The opening night of a music festival is usually an important indication of what is to come. So it was of little surprise that Yasmin Levy was headlining along with Daniel Melingo at the Barbican Hall in the first of a series of events as part of La Linea Latin Music Festival 2011.
…culminated in being escorted off the stage by his fellow band members…
Daniel Melingo, from Buenos Aires ignited the evening, performing a fiery theatrical tango with a twist. Along with his band of double bass, guitar, trombone, banjo, bandoneón (a concertina type instrument typical to tango music) and an impressive-sounding bendy saw.
Melingo, dressed in a black suit and chapeau hat strolled about the stage like a street-busker who had had one too many to drink. His performance of a crazy storyteller sharing a sorrowful tale was entertaining especially when he sang En un bondi color humo. Melingo’s experimental tango and strange drunkard act was amusing to watch and culminated in being escorted off the stage by his fellow band members after having yelped until he collapsed onto the stage.
Passion that Crosses Borders
Yasmin Levy’s performance could not have been more contrasting as she gracefully entered on stage in the second half of the programme after the theatrical tango by Argentina’s Melingo. Wearing a black and white patterned long robe over a sleek black dress which showed her pregnancy was in its later stages, Levys’ performance was well-received by the audience. In between her sorrowful songs, the elegant diva engaged the audience by telling personal stories with her unique sense of humour.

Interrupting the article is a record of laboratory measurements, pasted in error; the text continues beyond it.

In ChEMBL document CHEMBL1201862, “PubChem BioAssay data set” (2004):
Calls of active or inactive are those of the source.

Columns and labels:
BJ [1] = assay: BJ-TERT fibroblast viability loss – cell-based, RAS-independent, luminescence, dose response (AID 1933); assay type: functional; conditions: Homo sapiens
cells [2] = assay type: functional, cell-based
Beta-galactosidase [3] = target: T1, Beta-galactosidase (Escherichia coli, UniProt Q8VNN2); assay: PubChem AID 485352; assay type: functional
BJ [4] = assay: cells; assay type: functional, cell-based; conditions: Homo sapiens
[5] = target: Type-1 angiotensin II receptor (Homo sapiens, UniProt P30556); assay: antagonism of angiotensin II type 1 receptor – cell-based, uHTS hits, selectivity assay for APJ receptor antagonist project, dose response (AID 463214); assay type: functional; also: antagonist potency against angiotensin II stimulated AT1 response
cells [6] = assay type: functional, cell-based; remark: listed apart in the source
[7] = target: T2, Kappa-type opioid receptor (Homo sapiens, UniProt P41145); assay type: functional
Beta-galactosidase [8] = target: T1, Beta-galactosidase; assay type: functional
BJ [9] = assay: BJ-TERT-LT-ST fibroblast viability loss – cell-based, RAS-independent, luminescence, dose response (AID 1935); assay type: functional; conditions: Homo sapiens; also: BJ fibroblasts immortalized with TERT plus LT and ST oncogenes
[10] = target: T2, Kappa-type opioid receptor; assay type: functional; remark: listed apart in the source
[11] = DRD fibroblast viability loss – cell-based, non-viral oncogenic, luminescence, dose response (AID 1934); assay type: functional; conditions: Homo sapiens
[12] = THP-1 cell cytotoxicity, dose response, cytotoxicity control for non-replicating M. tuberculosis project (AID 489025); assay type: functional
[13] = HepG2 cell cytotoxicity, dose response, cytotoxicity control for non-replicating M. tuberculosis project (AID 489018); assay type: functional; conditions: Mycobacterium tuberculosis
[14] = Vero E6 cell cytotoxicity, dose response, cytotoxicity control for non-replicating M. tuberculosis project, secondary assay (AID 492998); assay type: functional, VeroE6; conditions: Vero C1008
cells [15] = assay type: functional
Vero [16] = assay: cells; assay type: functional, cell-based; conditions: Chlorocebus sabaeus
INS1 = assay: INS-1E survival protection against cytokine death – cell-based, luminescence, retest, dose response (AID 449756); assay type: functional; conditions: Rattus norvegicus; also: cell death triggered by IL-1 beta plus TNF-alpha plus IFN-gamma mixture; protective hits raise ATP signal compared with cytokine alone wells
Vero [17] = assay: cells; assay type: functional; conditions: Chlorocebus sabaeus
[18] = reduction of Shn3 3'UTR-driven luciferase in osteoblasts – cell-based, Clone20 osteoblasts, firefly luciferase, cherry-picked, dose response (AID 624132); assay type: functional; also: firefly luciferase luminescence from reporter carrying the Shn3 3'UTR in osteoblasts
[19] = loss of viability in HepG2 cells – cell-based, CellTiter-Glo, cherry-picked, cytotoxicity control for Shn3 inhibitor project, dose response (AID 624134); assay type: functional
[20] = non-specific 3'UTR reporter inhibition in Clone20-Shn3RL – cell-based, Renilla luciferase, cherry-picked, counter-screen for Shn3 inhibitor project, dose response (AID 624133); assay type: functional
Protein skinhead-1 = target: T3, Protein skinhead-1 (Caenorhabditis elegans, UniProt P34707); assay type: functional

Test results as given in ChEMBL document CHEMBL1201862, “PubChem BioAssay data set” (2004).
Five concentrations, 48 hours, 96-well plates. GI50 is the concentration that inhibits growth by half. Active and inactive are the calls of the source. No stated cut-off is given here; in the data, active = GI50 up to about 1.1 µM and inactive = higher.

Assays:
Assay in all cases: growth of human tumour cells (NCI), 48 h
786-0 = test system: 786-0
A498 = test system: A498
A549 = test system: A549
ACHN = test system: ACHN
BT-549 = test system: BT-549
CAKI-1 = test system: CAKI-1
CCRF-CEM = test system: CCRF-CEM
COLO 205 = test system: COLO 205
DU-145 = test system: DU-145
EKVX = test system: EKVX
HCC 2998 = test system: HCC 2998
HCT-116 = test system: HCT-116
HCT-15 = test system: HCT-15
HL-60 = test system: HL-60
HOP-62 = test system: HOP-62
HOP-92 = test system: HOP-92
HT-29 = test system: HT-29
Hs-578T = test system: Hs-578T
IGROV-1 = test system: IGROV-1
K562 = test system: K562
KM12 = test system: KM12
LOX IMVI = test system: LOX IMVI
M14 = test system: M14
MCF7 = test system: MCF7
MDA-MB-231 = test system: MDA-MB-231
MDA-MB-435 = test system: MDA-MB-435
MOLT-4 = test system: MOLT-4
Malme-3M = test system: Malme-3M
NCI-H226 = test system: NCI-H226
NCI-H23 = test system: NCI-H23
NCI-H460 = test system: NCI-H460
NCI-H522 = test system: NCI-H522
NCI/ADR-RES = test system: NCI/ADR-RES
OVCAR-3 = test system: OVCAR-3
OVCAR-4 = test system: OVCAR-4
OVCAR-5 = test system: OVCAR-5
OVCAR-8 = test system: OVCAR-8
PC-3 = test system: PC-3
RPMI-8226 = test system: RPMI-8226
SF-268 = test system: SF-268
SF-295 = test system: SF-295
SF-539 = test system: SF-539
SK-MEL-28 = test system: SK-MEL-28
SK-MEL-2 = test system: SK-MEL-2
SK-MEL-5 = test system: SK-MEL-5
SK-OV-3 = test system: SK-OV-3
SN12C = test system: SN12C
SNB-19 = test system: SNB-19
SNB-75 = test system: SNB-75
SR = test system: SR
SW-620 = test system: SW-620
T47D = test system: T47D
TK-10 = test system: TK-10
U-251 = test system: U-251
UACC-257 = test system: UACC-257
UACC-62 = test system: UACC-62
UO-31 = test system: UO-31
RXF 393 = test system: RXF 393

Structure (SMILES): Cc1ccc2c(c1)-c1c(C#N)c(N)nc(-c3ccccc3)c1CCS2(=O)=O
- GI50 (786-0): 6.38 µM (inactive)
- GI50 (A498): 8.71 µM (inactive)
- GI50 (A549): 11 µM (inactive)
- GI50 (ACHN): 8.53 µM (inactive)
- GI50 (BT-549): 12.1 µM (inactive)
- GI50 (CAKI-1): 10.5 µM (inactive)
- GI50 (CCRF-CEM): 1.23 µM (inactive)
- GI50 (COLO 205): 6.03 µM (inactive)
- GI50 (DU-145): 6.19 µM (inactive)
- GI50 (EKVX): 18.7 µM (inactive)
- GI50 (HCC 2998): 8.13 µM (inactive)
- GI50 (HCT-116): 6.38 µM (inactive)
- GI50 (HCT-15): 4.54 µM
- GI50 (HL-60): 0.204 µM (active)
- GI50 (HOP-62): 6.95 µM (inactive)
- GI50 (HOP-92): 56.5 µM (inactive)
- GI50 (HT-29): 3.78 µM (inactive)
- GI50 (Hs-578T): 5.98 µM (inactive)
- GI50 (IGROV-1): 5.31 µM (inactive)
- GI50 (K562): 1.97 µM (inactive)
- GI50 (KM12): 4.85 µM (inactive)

Born in Jerusalem, Levy made her name singing traditional songs in Ladino, the endangered Judeo-Spanish language alongside fiery flamenco rhythms. Following in her father’s footsteps, Levy has been a leading figure in spreading and reviving the Sephardic musical tradition of Andalucia and the 15th century Mediterranean region. Her style of music contains influences from Spain, Greece, Israel, Turkey, Armenia, Iran and Paraguay.
…she asked the audience to join in by singing along to the chorus.
Singing seductive emotional ballads from her latest album, Sentir, she showed off her powerful voice joined by a band with percussion instruments, including a cajón, clarinet, duduk, zurna, bass and piano. Her most striking performances of the evening were Naci en Alamo, a gypsy song of homelessness and longing for belonging, and a traditional Ladino love song, Una ora en la ventana. While singing a moving ballad Adio kerida, she asked the audience to join in by singing along to the chorus.
While the artists had utterly different styles, they both radiated passion and conviction through telling their tales of tragedy and dolor (suffering). Daniel Melingo’s theatrical and tragic tango of harsh life on the streets and Yasmin Levy’s tales of lovers’ heartbreak, set the bar for what promises to be a scorching Latin music festival in London.